The internet's pervasiveness is often taken for granted in developed countries. However, approximately 2.9 billion people still do not have access to the World Wide Web.
According to UNICEF data, most of this internet-less population lives in developing countries, and children remain disadvantaged by a lack of internet connectivity in local schools.
Through a joint venture with the International Telecommunication Union, a UNICEF-led effort is addressing this conflict in a novel way, resulting in the creation of Giga in 2019.
At the Blockchain Expo in Amsterdam, Gerben Kijne, Giga's blockchain product manager, described the company's Project Connect initiative. Giga has made significant progress in connecting schools in developing countries worldwide to the internet.
The first step in this procedure was to use Project Connect to map schools and their connectivity. Giga scans satellite images using machine learning to identify them on an open-source map. It has identified over 1.1 million schools in 49 countries so far, with connectivity data for one-third of these.
After identifying a large number of schools that required internet access, the next step was to devise a novel raising money initiative that drew on the worlds of blockchain, cryptocurrencies, and nonfungible tokens.
Giga collaborated with Dutch artist Nadieh Bremer to release 1000 procedurally generated NFTs on the Ethereum blockchain. The digital assets were created using Giga's school data to portray students with and without internet access.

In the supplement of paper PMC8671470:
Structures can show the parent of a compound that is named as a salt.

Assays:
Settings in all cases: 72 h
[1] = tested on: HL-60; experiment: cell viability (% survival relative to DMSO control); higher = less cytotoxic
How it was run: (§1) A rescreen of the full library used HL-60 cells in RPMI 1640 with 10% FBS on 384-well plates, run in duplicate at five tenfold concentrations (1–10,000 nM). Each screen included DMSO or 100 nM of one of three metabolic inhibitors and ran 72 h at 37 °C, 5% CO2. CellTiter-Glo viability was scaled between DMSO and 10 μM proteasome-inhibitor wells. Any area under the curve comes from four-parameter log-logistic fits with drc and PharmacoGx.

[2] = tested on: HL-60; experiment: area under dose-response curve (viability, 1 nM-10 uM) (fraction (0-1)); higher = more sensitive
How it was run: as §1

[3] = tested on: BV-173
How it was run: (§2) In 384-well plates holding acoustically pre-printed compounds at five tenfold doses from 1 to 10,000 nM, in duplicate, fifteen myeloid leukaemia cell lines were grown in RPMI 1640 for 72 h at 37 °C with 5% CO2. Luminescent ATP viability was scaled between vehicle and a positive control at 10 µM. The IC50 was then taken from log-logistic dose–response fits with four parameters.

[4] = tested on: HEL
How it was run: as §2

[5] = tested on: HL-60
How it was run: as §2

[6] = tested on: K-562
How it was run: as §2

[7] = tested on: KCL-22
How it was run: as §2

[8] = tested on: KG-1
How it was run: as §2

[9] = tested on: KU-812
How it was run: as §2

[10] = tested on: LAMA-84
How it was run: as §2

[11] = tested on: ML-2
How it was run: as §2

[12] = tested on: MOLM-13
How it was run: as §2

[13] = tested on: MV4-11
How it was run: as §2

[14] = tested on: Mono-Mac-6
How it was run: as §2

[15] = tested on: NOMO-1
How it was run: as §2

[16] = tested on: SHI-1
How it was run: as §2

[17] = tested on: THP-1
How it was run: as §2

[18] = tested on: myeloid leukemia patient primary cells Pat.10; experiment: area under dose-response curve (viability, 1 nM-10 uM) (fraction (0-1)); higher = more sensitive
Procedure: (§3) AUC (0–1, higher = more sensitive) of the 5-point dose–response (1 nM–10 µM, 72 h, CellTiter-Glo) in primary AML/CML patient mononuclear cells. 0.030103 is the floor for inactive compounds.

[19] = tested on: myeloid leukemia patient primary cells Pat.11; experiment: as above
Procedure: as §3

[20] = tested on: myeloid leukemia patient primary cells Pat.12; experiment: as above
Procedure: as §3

The NFT public sale raised approximately 240 Ether (ETH) worth $700,000, all of which goes straight to integrating schools to the internet. Kijne admitted that the amount raised was secondary to investigating a new type of philanthropic fundraising.
Kijne believes that it can provide a more direct link to offerings, emphasizing their use in tracking the impact of donations through ownership of a specific school's NFT and monitoring when donations received are "cashed in" to pay for network connectivity.
The funding initiative yielded numerous lessons. As Kijne noted, building a community before the launch may have helped improve support. Community members play a role, as seen in the NFT space, but opportunistic investors are always visible and searching for a chance to benefit from new launches.
Despite this, the project has been deemed a success, and it offers an enticing use case for blockchain-based NFTs as a transparent, community-building fundraising method. The public sale in March 2022 raised $550,000 in three hours. Secondary sales on OpenSea contributed an additional 20% of the funds raised.
Do you think that UNICEF will be able to continue building blockchain-based NFTs that can help more countries lacking network access? Let us know your thoughts by sharing this article on social media.